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Incubate for growth

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Pub Games director Chris Murphy (right) with his business incubator program manager David Williamson. Picture: Eugene Hyland

H&Y has been a strong supporter of business incubators, consulting to many businesses based in these unique environments.

The industry has come a long way since the first incubator, thought to have had a previous life as a poultry warehouse, opened in New York in 1959.

There are now an estimated 7000 incubators around the world, and an estimated 80 around Australia, and some believe that a $14.6 million Federal Government investment in a new project in Melbourne's west may signal a new era for start-up support.

What to expect

Incubators charge low rents and offer an "easy-in, easy-out" strategy to help start-ups bridge the gap to commerciality. But the better ones provide much more than a receptionist and a board room.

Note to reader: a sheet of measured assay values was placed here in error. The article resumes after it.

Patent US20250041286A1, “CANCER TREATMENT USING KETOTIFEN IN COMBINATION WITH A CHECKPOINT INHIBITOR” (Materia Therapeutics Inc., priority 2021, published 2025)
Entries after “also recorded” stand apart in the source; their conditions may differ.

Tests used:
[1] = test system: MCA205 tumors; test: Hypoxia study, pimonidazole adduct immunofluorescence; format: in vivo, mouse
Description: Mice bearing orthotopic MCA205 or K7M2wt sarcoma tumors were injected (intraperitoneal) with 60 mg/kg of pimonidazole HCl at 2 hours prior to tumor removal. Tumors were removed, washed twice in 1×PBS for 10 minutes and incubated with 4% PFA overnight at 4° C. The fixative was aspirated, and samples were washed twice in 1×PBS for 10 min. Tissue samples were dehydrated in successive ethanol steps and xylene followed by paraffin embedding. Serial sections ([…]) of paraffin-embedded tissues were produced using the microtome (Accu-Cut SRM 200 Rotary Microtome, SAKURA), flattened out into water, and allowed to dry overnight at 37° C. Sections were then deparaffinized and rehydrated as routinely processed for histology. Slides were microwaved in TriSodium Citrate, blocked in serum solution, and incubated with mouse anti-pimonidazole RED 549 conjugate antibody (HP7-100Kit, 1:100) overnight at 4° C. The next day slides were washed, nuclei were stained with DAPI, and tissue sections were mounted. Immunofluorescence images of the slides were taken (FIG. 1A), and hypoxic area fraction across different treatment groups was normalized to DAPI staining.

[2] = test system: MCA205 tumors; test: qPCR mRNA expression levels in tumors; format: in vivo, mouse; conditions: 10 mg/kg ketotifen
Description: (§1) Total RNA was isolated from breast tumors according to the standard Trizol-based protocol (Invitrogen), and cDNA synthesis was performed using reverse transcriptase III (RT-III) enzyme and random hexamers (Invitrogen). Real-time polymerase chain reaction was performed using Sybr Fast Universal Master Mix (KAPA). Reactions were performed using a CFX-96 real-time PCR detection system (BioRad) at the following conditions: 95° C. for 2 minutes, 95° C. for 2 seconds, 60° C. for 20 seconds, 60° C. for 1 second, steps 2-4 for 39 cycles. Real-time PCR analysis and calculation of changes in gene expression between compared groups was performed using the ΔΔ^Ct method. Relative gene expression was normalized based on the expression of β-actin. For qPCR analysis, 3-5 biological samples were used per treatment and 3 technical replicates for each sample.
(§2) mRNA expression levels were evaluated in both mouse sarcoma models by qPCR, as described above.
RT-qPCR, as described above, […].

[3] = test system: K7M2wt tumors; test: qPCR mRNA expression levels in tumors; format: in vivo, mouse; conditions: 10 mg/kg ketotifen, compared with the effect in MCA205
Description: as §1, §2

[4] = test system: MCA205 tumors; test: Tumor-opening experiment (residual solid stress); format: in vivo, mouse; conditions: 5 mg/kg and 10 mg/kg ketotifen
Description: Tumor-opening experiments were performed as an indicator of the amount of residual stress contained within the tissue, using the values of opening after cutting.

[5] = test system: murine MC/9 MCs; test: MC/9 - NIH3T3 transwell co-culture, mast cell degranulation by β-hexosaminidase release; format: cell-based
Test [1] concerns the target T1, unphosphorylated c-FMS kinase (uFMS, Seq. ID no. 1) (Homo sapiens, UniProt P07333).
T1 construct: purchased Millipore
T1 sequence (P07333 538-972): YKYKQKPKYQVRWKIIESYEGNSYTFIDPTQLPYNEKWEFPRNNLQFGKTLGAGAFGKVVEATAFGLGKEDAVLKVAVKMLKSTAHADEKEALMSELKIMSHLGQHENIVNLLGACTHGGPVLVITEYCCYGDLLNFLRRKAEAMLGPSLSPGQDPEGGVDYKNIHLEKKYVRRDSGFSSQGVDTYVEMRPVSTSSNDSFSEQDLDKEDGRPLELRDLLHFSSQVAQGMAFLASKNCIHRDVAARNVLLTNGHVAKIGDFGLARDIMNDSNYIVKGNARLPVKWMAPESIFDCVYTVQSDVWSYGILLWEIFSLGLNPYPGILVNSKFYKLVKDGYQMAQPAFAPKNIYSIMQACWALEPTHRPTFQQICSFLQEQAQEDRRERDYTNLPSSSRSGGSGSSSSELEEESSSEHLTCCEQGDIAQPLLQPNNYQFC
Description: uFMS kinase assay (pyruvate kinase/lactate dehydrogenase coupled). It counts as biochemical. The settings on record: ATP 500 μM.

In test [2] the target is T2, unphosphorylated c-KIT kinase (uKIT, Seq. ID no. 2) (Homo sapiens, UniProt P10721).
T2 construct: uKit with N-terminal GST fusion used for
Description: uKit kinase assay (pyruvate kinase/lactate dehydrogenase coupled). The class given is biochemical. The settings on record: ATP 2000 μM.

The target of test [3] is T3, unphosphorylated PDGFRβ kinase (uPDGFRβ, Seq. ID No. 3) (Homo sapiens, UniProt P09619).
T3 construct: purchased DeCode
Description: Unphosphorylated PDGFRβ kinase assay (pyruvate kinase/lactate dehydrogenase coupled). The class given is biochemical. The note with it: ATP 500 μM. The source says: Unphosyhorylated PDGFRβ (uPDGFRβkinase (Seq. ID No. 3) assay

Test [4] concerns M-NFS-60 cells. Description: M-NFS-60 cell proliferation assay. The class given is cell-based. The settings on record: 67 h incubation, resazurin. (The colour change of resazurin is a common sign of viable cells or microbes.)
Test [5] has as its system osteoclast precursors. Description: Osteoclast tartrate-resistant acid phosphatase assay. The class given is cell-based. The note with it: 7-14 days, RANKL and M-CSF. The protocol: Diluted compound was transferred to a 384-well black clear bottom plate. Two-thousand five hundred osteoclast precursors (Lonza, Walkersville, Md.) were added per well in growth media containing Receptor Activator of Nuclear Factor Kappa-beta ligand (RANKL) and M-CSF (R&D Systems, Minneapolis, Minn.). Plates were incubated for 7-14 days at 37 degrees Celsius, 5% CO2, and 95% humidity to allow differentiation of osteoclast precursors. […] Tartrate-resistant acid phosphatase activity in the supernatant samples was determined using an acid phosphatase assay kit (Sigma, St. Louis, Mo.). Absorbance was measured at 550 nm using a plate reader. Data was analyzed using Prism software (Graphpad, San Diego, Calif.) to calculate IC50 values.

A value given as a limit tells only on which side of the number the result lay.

Investor Kerwin Rae says ideas and networks of like-minded businesses make the difference but a new breed of venture capital-backed incubators offer a win-win situation.

"They are looking at it as a way of cornering the market but they are also linking them into a service contract," Rae says.

"I think that's going to catch a few people by surprise until the market is educated as to what to expect."

Where to start

Phillip Kemp says start-ups should interview the managers - especially where they are joining you as an owner of the business... Analysing costs is also important to ensure your new business is not counting the cost of every photocopy when cashflow is scarce.

What will sell?

Kemp says the interview process goes both ways as incubators look for the best opportunities to invest in.

"The venture capital-backed incubators are looking for deals because they need to generate a rate of return," he says.

"They are skewed to opportunities that are scaleable, that can rapidly grow into a global market from day one."

While the structure of deals will differ, an initial 5 per cent equity stake may underpin start-up costs - with additional investments for subsequent development stages.

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